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The correct spelling is : nerve-racking or nerve-wracking:
extremely irritating, annoying, or trying: a nerve-racking day; a nerve-racking noise.
Nerve-wrecking is a less common variant, probably from a spelling mistake. See Ngram
From The Vocabularist: Nerve-racking or nerve-wracking?:
The first recorded use of nerve-racking is in a letter by the poet Shelley in 1812, telling his friend he is glad to be away from the “nerve-racking and spirit-quelling metropolis”.
But “rack” – from a family of English words to do with stretching – had long been used in connection with torture, and often applied to parts of the body. In Milton’s Paradise Lost (1667) humanity’s coming afflictions include “Joint-racking Rheums” while the expression “Racking your brains” goes back at least as far as 1680.
In the early 20th Century “nerve-wracking” also began to appear – in the Times it was in an advert in 1905, and a 1910 news report on Peary’s planned polar expedition. The New York Times wrote “the air of America is invigorating and nerve-wracking” in 1908.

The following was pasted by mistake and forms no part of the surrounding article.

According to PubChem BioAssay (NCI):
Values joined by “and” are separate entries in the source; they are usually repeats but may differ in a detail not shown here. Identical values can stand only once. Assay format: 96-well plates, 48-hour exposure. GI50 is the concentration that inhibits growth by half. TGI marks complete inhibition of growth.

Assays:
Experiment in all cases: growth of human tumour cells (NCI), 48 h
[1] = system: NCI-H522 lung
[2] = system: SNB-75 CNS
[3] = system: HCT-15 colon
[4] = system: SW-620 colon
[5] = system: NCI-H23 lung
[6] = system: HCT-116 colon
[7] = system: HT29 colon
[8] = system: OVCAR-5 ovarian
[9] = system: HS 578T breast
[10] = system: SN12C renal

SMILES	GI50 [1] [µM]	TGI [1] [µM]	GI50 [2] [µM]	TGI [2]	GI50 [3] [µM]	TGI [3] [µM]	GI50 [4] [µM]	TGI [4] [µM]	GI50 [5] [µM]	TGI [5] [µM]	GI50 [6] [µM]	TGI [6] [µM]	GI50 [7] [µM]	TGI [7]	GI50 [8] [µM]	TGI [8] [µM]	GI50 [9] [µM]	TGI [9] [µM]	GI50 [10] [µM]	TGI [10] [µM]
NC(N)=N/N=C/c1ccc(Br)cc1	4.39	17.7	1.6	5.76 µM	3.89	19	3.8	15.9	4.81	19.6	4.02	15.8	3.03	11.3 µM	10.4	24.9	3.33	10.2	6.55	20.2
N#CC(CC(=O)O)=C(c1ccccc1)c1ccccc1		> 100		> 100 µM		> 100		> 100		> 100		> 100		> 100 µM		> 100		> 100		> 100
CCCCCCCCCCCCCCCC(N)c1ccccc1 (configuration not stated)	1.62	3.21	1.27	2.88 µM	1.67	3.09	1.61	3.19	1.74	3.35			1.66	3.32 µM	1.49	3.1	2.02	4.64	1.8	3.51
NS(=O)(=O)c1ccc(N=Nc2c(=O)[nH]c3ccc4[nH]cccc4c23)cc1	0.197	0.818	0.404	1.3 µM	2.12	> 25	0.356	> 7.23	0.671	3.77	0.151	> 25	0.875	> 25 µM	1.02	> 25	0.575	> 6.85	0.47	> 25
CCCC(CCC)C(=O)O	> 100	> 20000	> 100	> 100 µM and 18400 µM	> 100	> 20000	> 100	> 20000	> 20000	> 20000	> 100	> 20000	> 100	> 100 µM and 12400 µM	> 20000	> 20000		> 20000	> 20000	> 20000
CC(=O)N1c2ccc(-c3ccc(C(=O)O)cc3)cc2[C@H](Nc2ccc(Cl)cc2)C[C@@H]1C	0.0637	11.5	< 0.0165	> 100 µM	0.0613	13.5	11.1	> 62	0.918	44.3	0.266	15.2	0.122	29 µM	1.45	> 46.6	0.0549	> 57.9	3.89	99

“Wrack” comes from another set of Germanic words with meanings shading from revenge into punishment and destruction, including “wreak” and “wreck”.
Some people prefer “nerve-wracking” because they associate it with wrecking – the wording “nervous wreck” is recorded as early as 1871.
It was always likely that rack and wrack should overlap. Wr- at the start of a word has been hard to pronounce from the time when w began to sound in Old English as it does today.